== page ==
Key Takeaways from the African Law & Tech Summit 2024

I recently participated in the African Law and Technology Summit 2024 held in Kigali, Rwanda. Day 1 commenced with an exploration of the AfCFTA’s digital trade potential and how legal design/legal-tech can enhance efficiency in legal services. We delved into building sustainable African startups and innovative regulatory models like the Datasphere Sandbox. Day 2 promised an immersive dive into balanced regulatory frameworks, blockchain use cases beyond cryptocurrencies, and navigating data protection for cross-border data flows under the AfCFTA. The investor panel on Day 3 provided a roadmap for overcoming IP, infrastructure, and capacity hurdles. However, the true highlight was the emphasis on fostering collaboration and eco-conscious growth through innovative partnerships.

The discussions around artificial intelligence (AI), SME and start-up growth, and sustainability were most interesting to me, as these facets are at the core of how Upendo Tech supports SMEs and the start-up ecosystem.

The AI masterclass delved into the transformative use cases of artificial intelligence and the pressing need for effective regulation in Africa. During the summit, I delivered a presentation on AI use cases and explored how AI powers Upendo Tech’s tech solution suite, such as its CRM system that drives business sustainability by collecting and analyzing customer data to deliver hyper-personalized experiences, create a single source of truth to enable data-driven decision-making, drive growth, and increase the quality of the customer experience and journey.

One key takeaway that I highlighted was the need to recognize our own unconscious incompetence – not knowing what we don’t know – when it comes to emerging and disruptive technologies like AI. As lawyers and regulators, we must urgently move from unconscious incompetence to conscious competence. Upskilling ourselves on AI’s technical nuances, socio-economic impacts, and governance complexities is crucial to crafting robust guidelines that promote homegrown innovation while safeguarding human rights.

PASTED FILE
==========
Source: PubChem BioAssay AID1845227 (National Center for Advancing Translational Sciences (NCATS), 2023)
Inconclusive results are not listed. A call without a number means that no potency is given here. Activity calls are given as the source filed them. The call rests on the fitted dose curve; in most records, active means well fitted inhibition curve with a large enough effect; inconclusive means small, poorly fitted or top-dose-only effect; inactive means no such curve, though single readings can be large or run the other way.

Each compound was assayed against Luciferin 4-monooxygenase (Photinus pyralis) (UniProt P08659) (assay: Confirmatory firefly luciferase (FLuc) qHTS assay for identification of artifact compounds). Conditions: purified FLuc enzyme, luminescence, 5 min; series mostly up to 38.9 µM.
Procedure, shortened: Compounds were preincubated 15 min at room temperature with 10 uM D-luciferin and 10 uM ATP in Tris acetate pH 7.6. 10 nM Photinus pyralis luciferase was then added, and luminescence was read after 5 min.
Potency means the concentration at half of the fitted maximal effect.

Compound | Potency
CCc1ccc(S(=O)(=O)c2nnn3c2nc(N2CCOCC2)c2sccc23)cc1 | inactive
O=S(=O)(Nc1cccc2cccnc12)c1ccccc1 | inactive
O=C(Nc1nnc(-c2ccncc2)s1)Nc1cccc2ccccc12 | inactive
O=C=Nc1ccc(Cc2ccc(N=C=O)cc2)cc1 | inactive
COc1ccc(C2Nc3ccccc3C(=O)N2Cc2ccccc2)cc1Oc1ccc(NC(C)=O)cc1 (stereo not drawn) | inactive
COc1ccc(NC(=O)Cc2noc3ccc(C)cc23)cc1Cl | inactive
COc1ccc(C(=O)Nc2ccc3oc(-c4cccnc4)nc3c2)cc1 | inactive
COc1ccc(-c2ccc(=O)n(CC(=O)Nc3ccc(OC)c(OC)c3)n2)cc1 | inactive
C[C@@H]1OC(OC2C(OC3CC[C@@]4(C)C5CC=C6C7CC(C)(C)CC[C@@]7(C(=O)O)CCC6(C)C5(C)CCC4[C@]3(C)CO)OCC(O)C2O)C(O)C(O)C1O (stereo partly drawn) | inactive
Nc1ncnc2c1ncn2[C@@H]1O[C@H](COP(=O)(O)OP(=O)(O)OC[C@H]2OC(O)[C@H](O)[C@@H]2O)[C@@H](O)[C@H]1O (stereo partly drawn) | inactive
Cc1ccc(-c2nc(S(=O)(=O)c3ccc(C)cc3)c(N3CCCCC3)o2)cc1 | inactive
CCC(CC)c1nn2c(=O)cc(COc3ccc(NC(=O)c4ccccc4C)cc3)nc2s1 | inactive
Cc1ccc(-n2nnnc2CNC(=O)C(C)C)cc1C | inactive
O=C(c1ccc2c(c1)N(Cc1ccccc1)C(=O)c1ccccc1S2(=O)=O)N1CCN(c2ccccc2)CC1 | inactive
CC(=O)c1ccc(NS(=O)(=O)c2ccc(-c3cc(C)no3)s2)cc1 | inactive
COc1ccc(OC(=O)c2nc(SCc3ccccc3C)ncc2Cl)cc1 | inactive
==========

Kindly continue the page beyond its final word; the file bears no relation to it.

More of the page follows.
The Summit also presented an insightful report from Tech Hive Advisory and the Center for Law & Innovation, which lays bare the legal landscape. While countries like Algeria, Benin, and Ghana have adopted national AI strategies, most lack specialized laws to tackle AI’s ethical risks, such as algorithmic bias and lack of transparency, which may result in privacy infringement – reminding us that responsible development is paramount. Even data protection authorities across Africa are just beginning to issue guidance and enforce existing laws for AI use cases.

The continent has taken notable steps, like the African Union’s data governance forum and roadmap for a unified continental AI strategy. However, more is needed – global cooperation, sector-specific sandboxes, and innovative co-regulation models aligning industry standards with formal laws.

The three-day knowledge sharing excursion left me feeling energized about Africa’s digital possibilities but also acknowledging the urgent need for lawyers, regulators, and businesses to enhance AI and technology literacy. Only by bridging this knowledge gap can we craft robust governance guidelines that unleash innovation while upholding ethics and human rights as anchors. The future belongs to those willing to learn, unlearn, and relearn constantly. It’s an exciting time as Africa shapes a future where technology and ethical oversight go hand-in-hand.